Companies and employees differ widely in their views towards overseas assignments, with their views at odds regarding the decision to go, the reintegration process and the impact on careers, according to a worldwide study by PricewaterhouseCoopers and Cranfield School of Management in the UK. Only those companies that align the incentives they offer with how they motivate employees will realize a return on the investment they make on these assignments and retain key employees when they return.
“The cost of an international assignment is three times that of a local hire and yet there is minimum investment in candidate profiling,” said Robbie Wigley-Jones, partner, PricewaterhouseCoopers. “Companies need to understand the motivations of a candidate in order to create a suitable support package. Companies that strike a balance between candidate assessment and motivation are more likely to maximize the short- and long-term benefits from international assignments.”
There are significant differences in opinions between employees and companies regarding the decision to go on assignment. The report shows that employees are principally motivated by opportunities to build leadership and overall skills. Companies are overly focused on the financial package offered as incentive to go overseas, while employees are more concerned about compensation on the way back. Also, spousal financial support is less important to employees than companies realize.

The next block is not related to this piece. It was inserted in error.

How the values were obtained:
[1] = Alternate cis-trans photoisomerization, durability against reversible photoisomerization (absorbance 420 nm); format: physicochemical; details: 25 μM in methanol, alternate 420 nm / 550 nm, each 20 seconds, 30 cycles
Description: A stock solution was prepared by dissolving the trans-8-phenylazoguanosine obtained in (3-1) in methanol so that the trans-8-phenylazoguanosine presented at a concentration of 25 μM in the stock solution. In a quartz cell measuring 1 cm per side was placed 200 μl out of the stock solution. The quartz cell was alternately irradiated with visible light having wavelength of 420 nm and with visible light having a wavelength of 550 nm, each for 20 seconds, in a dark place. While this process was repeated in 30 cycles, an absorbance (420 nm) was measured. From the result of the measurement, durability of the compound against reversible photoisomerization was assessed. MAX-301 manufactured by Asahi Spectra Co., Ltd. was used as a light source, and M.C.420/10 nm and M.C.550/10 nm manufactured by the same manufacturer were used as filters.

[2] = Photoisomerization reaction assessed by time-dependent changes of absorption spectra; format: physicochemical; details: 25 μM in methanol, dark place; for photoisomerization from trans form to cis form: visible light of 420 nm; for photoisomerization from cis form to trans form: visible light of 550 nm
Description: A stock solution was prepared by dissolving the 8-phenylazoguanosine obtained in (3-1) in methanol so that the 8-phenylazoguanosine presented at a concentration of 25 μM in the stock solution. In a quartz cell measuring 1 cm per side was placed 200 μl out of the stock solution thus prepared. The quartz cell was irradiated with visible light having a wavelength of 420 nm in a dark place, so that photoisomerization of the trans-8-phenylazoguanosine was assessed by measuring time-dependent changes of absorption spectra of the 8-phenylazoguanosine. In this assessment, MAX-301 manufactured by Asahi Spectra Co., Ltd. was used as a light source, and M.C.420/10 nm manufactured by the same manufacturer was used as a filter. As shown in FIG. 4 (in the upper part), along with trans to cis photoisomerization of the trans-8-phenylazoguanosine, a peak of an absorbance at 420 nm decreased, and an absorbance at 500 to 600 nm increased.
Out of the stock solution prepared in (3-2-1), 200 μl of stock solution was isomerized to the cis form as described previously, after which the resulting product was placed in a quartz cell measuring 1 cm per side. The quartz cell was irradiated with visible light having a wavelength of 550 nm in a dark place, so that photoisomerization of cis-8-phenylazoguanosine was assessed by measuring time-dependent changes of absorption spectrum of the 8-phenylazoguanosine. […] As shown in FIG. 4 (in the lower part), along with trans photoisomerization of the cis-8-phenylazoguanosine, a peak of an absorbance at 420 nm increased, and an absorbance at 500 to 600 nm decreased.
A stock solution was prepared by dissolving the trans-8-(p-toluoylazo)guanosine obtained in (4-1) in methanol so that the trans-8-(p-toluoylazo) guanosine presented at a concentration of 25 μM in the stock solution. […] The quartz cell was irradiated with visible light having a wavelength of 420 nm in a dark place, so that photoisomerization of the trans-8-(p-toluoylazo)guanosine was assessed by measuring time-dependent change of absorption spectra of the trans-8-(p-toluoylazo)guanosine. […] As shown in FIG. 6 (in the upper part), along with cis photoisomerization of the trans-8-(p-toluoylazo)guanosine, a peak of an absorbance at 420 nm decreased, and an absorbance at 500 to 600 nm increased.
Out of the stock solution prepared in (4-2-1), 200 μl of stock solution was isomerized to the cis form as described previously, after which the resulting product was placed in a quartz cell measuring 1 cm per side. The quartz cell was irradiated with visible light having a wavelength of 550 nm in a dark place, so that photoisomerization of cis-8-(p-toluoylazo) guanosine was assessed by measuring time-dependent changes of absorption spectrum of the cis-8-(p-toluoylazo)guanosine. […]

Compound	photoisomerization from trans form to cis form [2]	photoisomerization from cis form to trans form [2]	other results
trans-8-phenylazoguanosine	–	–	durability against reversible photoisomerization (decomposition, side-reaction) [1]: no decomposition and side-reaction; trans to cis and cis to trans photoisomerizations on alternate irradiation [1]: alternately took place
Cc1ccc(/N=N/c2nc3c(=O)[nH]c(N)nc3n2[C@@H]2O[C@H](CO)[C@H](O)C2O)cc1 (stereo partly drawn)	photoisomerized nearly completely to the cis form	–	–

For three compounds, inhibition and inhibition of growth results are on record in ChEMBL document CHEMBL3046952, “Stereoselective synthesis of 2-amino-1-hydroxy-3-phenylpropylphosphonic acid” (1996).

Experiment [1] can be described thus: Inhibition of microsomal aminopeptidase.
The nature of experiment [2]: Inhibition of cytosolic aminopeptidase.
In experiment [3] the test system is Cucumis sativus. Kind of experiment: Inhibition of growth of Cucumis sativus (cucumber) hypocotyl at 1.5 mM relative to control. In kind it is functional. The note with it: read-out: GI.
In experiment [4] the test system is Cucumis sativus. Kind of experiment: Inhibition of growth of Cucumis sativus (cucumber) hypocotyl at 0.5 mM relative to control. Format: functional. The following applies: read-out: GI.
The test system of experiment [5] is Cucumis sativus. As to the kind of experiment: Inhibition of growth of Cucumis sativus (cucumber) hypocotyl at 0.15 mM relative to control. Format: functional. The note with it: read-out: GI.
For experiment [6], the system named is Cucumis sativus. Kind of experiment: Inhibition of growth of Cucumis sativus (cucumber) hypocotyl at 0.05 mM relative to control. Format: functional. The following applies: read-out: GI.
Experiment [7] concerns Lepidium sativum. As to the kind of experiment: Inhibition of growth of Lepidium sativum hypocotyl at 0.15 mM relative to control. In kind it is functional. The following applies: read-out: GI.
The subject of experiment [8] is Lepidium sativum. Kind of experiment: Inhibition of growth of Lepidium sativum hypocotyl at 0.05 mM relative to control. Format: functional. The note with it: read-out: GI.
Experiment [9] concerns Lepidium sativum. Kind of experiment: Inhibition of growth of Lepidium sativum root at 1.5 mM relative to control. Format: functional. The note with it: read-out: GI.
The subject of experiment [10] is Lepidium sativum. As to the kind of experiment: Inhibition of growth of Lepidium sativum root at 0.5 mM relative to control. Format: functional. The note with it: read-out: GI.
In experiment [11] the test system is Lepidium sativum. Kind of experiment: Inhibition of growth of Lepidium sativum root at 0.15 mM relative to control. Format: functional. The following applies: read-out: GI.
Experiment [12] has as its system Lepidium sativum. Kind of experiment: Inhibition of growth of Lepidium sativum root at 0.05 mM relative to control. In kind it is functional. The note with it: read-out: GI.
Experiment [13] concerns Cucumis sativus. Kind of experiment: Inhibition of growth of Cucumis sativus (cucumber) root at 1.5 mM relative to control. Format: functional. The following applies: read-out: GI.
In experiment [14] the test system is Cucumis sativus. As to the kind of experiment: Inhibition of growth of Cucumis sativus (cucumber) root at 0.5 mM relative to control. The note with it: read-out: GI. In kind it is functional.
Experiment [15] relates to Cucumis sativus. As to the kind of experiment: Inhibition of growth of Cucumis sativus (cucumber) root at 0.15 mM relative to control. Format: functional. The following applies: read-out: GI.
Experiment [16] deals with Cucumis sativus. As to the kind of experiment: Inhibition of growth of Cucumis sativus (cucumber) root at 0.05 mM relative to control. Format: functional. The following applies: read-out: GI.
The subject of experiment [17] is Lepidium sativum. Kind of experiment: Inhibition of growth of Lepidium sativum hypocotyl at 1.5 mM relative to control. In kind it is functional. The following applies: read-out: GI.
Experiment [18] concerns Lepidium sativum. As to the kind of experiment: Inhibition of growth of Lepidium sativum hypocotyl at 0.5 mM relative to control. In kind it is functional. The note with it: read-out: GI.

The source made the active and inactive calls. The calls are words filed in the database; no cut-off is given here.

Management attaches great importance to distance from home, and employees focus more on how they will culturally adapt. Providing effective support in this area is important both in supporting the decision to go as well as ensuring that individuals integrate quickly into new assignments.
Unless returning employees are effectively supported during the reintegration process, there is a great risk that they will leave the company. However, there is a major disconnect between employees and companies when it comes to reintegration. While 85% of companies say reintegration of employees is important, only 20% believe they do it well. Among expatriate employees, 75% say reintegration is managed poorly, citing a lack of clarity within the organisation about who is responsible for the reintegration process.